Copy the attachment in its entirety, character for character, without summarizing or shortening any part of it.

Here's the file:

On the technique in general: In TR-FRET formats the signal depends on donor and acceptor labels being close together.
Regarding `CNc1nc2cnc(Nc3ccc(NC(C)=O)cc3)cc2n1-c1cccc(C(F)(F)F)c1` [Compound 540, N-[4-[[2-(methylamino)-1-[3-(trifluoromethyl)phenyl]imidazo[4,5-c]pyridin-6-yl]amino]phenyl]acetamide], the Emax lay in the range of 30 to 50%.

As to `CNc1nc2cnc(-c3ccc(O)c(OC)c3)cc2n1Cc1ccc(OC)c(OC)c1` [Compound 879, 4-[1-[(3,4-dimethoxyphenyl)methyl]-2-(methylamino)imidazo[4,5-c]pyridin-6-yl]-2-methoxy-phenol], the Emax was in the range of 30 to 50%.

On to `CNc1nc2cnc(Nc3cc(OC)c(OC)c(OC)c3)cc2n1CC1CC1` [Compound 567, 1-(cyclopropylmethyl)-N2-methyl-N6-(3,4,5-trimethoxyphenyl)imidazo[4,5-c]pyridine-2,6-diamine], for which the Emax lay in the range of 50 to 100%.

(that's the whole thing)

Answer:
On the technique in general: In TR-FRET formats the signal depends on donor and acceptor labels being close together.
Regarding `CNc1nc2cnc(Nc3ccc(NC(C)=O)cc3)cc2n1-c1cccc(C(F)(F)F)c1` [Compound 540, N-[4-[[2-(methylamino)-1-[3-(trifluoromethyl)phenyl]imidazo[4,5-c]pyridin-6-yl]amino]phenyl]acetamide], the Emax lay in the range of 30 to 50%.

As to `CNc1nc2cnc(-c3ccc(O)c(OC)c3)cc2n1Cc1ccc(OC)c(OC)c1` [Compound 879, 4-[1-[(3,4-dimethoxyphenyl)methyl]-2-(methylamino)imidazo[4,5-c]pyridin-6-yl]-2-methoxy-phenol], the Emax was in the range of 30 to 50%.

On to `CNc1nc2cnc(Nc3cc(OC)c(OC)c(OC)c3)cc2n1CC1CC1` [Compound 567, 1-(cyclopropylmethyl)-N2-methyl-N6-(3,4,5-trimethoxyphenyl)imidazo[4,5-c]pyridine-2,6-diamine], for which the Emax lay in the range of 50 to 100%.